These fictional geneticists’ methodology is reminiscent of the ancient Indian parable of the blind men and the elephant, where each blind man feels a different part of the elephant’s body, and comes to an incorrect conclusion about the nature of the elephant based on incomplete, limited knowledge.
Why did the geneticists make such glaring mistakes? Why did they not seek to look at the bigger picture? Were they novices, not yet well-versed in the best practices of their craft?
What if they weren’t? What if they are the world’s pre-eminent team of geneticists, equipped with the world’s best laboratory and with access to vast amounts of funding?
What if they deliberately excluded samples older than 400 years from their study? What if they were motivated by a racist, Eurocentric worldview that led them to seek to deny the existence of Pre-Columbian Native American civilizations?
A brief history of Eurocentrism, racism, and white supremacism
As Europe colonized, subjugated and devastated the Americas, Asia and Africa over the past five centuries or so, it became immensely wealthy while the rest of the world sank into poverty and despair. With immense wealth came a sense of immense superiority which manifested itself in the form of Eurocentrism, racism and white supremacism. White skin came to be considered superior, dark skin inferior. European languages and culture came to be regarded as being refined and superior, whereas subjugated peoples came to be viewed as having no culture or history.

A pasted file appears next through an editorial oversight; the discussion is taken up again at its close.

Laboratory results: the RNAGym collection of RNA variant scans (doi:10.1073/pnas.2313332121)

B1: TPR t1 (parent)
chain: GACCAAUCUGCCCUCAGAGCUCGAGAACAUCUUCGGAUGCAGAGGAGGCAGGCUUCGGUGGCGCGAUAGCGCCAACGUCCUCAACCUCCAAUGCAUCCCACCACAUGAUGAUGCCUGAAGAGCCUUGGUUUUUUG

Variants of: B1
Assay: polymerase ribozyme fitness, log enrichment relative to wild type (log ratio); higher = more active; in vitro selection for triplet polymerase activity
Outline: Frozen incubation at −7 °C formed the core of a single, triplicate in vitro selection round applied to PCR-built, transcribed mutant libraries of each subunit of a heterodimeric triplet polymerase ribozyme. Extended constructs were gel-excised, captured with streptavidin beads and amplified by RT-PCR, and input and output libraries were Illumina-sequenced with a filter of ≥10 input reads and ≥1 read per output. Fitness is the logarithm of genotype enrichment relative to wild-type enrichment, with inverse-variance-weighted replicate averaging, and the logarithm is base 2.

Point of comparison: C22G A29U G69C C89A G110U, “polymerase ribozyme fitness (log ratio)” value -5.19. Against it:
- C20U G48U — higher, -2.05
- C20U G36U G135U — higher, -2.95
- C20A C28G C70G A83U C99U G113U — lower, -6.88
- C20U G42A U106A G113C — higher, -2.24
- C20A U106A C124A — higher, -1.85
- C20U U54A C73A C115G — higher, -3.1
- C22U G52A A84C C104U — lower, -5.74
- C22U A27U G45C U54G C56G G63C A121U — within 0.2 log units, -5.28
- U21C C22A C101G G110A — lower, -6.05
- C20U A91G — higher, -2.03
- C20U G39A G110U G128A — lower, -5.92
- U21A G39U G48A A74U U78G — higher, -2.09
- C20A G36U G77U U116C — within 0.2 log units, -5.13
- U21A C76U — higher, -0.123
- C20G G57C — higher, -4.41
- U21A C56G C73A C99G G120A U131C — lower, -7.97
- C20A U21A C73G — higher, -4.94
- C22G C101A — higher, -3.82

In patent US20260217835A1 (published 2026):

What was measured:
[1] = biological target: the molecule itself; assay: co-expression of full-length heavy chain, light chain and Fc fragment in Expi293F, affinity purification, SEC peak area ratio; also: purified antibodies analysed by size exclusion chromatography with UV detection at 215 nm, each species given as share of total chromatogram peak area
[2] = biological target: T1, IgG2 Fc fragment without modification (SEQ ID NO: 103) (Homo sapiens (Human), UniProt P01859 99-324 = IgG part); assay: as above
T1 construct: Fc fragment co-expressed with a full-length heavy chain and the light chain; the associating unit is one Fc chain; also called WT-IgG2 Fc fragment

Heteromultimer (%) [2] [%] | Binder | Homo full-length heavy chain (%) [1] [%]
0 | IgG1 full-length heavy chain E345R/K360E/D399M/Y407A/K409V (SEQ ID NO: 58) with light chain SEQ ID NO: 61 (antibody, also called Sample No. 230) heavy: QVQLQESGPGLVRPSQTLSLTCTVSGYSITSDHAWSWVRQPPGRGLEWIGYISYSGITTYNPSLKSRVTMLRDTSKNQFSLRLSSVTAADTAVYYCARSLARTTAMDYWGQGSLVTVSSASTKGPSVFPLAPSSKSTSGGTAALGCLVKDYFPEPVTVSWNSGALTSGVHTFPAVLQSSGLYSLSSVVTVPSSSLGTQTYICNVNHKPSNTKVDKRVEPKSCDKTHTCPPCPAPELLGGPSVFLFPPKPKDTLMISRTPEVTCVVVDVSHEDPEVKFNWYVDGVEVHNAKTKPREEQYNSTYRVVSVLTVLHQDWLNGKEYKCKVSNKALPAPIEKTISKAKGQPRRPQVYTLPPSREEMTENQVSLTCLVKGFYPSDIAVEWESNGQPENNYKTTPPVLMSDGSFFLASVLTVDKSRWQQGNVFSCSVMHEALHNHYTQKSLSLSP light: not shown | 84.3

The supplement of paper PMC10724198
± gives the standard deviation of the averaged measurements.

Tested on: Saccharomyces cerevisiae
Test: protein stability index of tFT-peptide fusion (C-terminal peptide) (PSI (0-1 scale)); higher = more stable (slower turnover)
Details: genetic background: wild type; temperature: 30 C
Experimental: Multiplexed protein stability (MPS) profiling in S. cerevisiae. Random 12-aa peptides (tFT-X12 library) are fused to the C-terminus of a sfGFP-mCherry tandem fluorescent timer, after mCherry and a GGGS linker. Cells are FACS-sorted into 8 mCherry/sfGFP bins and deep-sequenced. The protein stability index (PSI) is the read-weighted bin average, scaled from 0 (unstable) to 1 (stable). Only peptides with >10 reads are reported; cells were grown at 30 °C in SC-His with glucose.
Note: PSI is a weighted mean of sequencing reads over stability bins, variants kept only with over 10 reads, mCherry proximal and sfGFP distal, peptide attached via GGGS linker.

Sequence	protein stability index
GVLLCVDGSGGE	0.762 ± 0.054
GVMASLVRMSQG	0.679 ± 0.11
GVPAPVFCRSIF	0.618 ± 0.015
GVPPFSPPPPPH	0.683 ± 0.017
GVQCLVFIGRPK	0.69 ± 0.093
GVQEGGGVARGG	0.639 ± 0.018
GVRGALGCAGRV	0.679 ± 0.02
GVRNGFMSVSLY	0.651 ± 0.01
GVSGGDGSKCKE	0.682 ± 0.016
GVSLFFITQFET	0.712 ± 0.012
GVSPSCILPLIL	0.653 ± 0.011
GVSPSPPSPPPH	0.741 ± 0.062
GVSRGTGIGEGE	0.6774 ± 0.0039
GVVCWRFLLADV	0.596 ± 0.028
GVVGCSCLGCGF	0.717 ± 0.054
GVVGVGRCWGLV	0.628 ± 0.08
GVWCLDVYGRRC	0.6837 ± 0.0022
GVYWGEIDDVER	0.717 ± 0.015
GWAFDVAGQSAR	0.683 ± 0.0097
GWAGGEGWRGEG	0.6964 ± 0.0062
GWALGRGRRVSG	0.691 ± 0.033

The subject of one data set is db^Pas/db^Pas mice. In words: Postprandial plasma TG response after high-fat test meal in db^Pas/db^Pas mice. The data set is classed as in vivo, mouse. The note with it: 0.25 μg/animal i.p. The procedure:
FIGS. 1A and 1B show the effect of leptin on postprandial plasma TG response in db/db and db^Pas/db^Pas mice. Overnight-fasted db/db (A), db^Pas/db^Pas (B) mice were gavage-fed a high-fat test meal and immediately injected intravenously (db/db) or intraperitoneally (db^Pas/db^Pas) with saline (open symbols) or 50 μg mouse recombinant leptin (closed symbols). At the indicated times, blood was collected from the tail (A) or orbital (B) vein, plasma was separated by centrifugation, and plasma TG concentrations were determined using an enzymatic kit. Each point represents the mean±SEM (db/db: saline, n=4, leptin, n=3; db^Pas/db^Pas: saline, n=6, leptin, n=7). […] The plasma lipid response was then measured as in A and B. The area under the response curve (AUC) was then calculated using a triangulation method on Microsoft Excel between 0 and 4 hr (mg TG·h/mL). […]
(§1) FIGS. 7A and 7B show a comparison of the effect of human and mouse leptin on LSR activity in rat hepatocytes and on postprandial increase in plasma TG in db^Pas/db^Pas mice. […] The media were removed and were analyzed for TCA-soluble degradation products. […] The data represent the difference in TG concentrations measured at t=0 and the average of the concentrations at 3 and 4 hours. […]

Consider the French explorer, naval officer, botanist and cartographer Jules Sébastien César Dumont d’Urville (23 May 1790 – 8 May 1842) who explored Antarctica as well as much of Oceania. He arbitrarily classified the people of Oceania into three broad categories, a scheme that persists till today: light-skinned Polynesians who inhabit the Eastern Pacific, Micronesians who inhabit “small islands” north of the equator, and black-skinned Melanesians who live in Papua New Guinea and islands close to it.
Europeans came to imagine the lighter-skinned Polynesians as a kind of aristocracy, whereas the black-skinned Melanesians were considered to be naturally backward.
When it came to the question of their origins, a consensus emerged that the black Melanesians originated in nearby Papua which is inhabited by “savage” and “backward” black tribes, whereas the lighter-skinned, more “advanced” Polynesians must have originated in Asia, wherefrom they undertook long, arduous, heroic voyages to reach and populate the farthest Eastern Pacific islands.
The underlying assumption was that dark skin was inferior to lighter skin, and that superior culture, technology, and social structures were inextricably linked to migrations of superior, civilizing peoples from far-away lands.
European colonialism was therefore justified as being part of the natural order of things wherein superior, enlightened, lighter-skinned peoples undertook heroic voyages to new lands and acted as a civilizing influence on inferior, savage, darker-skinned natives.
Such racist attitudes persist well into the present day, in various spheres of life, and will continue to exist until the rest of the world recovers economically and decolonizes culturally.